ISTANBUL // Two cases of extreme domestic violence in Turkey show the need for authorities to improve protection for women who turn to the state after suffering mistreatment by husbands or other members of their family, women's rights activists say.
"Not enough is being done to prevent violence against women," said Nebahat Akkoc, the director of the Women's Centre, or Kamer, a non-governmental network of institutions set up to help women in need. "According to Turkish law, women have to expressly ask for help, and many do not know that." Ms Akkoc was speaking after it emerged that a man in south-eastern Anatolia had cut off the ears and the nose of his pregnant wife in a brutal act of revenge after she complained to the police about regular beatings by her husband.
The man, a butcher from the province of Bingol identified as Giyasettin K, 35, in news reports, spent three months in prison after his wife's complaints. When he was released last weekend, he drove his 27-year-old wife, Aysun K, to a deserted valley and mutilated her face, the reports said. Then he dumped her in front of the nearest hospital and drove away. "I was in prison because of you," he was reported as telling her. Doctors saved the baby with a caesarean birth, then began plastic surgery on Aysun K.
Giyasettin K was arrested and put into custody. The couple's remaining three children are to be taken into state care, the reports said. Last month, a forensic investigation conducted after the death last year of a 16-year-old girl in the eastern province of Adiyaman concluded that the victim, Medine Memi, had been buried alive by her father and grandfather. Before her death, Medine had gone to the police several times to tell them about beatings by her father and grandfather. Both men are in custody awaiting trial.
Domestic violence against women is widespread in Turkey despite legal reforms designed to strengthen the rights of women. A study published last year said that four out of 10 women in Turkey become the victims of physical violence by their husbands, partners or family members at least once in their lives. The study also revealed that 14 per cent of women think that their husbands have the right to beat them in some circumstances.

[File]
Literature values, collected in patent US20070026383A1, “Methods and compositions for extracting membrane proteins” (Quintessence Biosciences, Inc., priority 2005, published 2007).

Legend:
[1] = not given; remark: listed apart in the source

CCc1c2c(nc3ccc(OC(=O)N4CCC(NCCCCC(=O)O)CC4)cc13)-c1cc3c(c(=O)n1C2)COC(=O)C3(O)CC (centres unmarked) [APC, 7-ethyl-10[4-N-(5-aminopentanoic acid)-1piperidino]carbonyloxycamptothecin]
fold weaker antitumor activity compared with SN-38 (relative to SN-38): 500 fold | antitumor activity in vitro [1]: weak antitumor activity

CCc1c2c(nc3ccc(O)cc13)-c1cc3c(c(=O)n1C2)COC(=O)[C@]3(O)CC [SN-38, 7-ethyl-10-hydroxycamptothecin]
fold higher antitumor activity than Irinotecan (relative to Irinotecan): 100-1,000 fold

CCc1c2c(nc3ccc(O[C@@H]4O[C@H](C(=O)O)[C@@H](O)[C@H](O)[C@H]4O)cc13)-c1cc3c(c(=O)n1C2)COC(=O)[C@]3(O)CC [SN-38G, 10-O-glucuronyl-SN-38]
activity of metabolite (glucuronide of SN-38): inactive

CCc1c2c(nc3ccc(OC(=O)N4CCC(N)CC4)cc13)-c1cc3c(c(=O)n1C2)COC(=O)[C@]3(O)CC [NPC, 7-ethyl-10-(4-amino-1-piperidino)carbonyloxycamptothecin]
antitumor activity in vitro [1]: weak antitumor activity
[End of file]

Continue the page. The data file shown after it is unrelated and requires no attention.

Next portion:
But Ms Akkoc of Kamer said the number of women putting up with violence was decreasing. "More and more women turn to women's centres, the police or social authorities," she said. "They no longer accept violence." Seen from that perspective the cases of Aysun K and Medine Memi show that state-run and non-governmental campaigns to educate women about their rights have had some success, even though authorities are failing to support women willing to come forward. "It has to be seen as a sign of success and of failure at the same time," Ms Akkoc said. "Women do not remain silent any more."
Last year's study, conducted with the support of the women's rights department of the prime minister's office in Ankara, concluded that one case of domestic violence in three was connected to problems between the woman and her husband's family. Other reasons given were economic difficulties, problems concerning the children or that a "woman does not listen to what her husband says". The study also showed that about half of the victims never mention the violence to anyone and that 92 per cent of victims have never turned to a state institution or non-governmental group such as Kamer.
The situation is especially dire in Turkey's Kurdish areas in south-eastern Anatolia, where many women have never been to school and depend on their husbands completely because they would not be able to find a job if they left their home, Ms Akkoc said. "Many do not even speak Turkish," she said. A string of reforms, beginning with the introduction of a new civil code in the year 2001 that scrapped a previous provision defining the man as the head of a family and a marriage, has improved the legal situation of women in Turkey. A new penal code, introduced in 2005, made rape within wedlock a crime and removed a clause that said a rapist could go free if he married his victim. Laws that enabled judges to hand down lower sentences in so-called honour killings, where women are killed by members of their family because of alleged actions damaging the family honour, were also cancelled.
But observers say the reforms are not properly implemented. They say many policemen refuse to get involved in what they see as a purely domestic matter or a case of family honour when they are confronted with a complaint by a woman. "When the police ask the family: 'Why did you beat her up?' and the answer is, 'Oh she spoke with men from outside the family', then the police leave them alone," said Seihrban Ozatik, an assistant to Fatma Kurtulan, a parliamentary deputy from the eastern city of Van. "But a crime is a crime."
Ms Ozatik also said some judges still show a considerable amount of leniency in trials involving men that are accused of having abused their wives. "The mentality has not changed", even though the laws have, she said. "Many men are set free immediately, and then women are killed."